Clinical trials are essential to the development of effective treatments for chronic autoimmune arthritis. For ethical, practical, and financial reasons, researchers increasingly face the challenge of achieving proof-of-concept in early-phase clinical trials of limited size, limited duration, and minimal patient risk. Analysis of tissue from the synovium, the thin membrane lining the joint space and primary target of inflammation, provides a straightforward way to meet this challenge. This approach has been used extensively, and proven valuable, in studies of rheumatoid arthritis (RA).
Spondylarthritis (SpA) refers to a group of chronic autoimmune arthritic conditions, including ankylosing spondylitis (AS) and the arthritis associated with psoriasis and inflammatory bowel diseases, primarily affecting peripheral joints. For an international alliance of researchers, synovial tissue analysis presented an ideal vehicle for identifying biomarkers of SpA. Their findings, featured in the June 2006 issue of Arthritis & Rheumatism (http://www.interscience.wiley.com/journal/arthritis), hold the promise to facilitate the progress of clinical trials dedicated to improving the treatment of SpA.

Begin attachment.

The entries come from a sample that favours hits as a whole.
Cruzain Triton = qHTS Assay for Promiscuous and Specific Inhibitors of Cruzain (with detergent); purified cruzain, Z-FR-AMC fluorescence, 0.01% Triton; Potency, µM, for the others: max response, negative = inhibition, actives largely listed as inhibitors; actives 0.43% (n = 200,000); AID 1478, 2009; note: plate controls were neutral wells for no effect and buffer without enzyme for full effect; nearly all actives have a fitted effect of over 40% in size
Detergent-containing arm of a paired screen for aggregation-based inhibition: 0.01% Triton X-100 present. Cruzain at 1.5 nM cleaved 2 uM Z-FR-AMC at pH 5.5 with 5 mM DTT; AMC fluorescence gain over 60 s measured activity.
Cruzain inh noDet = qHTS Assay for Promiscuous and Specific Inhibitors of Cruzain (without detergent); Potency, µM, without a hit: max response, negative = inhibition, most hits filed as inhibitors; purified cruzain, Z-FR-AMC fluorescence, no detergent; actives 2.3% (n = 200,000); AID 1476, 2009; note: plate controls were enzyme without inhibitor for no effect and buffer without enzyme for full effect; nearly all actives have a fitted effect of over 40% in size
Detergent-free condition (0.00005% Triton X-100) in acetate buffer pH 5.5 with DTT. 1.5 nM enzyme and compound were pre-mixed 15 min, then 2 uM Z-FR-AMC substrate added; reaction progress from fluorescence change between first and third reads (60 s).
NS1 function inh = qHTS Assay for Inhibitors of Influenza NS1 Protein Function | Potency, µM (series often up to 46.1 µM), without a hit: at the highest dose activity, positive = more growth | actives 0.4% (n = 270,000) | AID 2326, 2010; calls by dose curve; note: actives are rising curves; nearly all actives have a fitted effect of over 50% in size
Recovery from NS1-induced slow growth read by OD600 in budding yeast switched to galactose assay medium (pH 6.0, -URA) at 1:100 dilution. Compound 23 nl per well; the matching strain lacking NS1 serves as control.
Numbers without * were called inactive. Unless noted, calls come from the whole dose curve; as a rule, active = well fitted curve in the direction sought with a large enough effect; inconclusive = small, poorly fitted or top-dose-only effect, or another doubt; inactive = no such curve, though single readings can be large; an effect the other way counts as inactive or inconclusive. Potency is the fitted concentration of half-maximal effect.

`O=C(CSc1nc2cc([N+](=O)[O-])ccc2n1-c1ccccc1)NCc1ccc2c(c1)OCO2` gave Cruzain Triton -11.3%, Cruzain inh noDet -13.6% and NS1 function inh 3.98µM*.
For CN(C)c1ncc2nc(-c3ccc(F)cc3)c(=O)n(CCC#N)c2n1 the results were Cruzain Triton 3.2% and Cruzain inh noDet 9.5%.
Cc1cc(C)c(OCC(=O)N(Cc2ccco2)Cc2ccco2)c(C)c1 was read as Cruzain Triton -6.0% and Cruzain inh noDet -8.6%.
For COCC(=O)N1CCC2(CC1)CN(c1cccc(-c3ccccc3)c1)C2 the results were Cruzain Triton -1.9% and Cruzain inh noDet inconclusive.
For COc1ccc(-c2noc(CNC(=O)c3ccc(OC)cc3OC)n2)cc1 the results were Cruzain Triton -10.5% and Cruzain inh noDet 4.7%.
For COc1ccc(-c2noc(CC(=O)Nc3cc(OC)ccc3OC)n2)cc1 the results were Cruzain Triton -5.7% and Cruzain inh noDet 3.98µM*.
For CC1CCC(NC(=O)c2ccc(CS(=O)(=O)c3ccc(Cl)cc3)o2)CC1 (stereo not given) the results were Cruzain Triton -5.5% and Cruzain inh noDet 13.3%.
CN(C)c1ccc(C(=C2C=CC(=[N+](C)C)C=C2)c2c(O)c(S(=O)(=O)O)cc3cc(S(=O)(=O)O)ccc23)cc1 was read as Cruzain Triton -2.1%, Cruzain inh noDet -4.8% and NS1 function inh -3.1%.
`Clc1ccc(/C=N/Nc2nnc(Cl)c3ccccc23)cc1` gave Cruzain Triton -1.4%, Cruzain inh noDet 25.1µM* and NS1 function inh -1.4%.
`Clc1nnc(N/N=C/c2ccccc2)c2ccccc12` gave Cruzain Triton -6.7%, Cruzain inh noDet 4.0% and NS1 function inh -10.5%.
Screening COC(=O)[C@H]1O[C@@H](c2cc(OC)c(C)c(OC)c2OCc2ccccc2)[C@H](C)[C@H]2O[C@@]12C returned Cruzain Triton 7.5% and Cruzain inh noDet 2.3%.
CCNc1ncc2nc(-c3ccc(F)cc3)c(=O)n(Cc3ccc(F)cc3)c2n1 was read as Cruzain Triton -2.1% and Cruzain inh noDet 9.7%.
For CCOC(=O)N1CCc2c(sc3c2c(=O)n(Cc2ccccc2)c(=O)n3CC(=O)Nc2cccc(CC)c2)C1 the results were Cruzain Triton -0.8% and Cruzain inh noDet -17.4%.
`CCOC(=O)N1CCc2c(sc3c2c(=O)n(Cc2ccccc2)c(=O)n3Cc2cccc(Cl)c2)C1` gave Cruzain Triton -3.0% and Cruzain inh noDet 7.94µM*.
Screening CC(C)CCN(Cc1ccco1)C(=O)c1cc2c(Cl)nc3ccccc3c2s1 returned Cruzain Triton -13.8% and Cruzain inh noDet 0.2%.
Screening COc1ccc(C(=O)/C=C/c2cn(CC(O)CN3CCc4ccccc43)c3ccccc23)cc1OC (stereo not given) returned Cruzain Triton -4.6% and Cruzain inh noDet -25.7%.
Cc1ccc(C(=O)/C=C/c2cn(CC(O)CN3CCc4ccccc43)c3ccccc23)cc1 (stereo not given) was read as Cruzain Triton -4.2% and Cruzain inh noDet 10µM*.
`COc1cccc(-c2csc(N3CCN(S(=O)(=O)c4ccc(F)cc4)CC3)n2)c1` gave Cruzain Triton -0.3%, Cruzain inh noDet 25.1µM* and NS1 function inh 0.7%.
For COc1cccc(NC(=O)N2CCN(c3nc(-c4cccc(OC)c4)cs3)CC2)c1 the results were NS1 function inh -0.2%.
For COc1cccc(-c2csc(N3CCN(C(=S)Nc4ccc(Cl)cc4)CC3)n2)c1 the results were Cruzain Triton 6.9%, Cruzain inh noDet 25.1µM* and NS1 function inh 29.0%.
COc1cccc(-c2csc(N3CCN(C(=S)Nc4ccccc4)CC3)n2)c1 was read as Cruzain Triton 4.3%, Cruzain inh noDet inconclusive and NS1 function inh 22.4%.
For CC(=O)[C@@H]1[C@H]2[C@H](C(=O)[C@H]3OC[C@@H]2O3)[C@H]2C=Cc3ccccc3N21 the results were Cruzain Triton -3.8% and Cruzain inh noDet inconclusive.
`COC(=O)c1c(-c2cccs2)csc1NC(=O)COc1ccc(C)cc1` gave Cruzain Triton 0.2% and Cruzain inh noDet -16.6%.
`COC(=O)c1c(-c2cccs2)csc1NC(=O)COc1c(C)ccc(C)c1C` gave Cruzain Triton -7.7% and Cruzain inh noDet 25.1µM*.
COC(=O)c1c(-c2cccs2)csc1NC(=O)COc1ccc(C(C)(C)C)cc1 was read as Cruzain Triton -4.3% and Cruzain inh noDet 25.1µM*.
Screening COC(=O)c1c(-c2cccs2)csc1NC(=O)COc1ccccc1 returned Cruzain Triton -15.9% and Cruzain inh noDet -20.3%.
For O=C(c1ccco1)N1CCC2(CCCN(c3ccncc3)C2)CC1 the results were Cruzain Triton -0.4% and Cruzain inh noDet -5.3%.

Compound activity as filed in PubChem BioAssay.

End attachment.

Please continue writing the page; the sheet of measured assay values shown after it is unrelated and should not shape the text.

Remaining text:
Led by Dr. Dominique Baeten at the University of Amsterdam's Academic Medical Center, the 12-week study included 52 patients who met established criteria for SpA. Patients were randomly divided into three groups. Two groups were treated with a tumor necrosis factor (TNF) blockade 20 received infliximab and 20 received etanercept. None of these 40 patients was being treated with a disease-modifying antirheumatic drug (DMARD). The remaining 12 patients served as controls. At the study's inception and again at its culmination, each patient participated in a thorough assessment of disease symptoms and pain.
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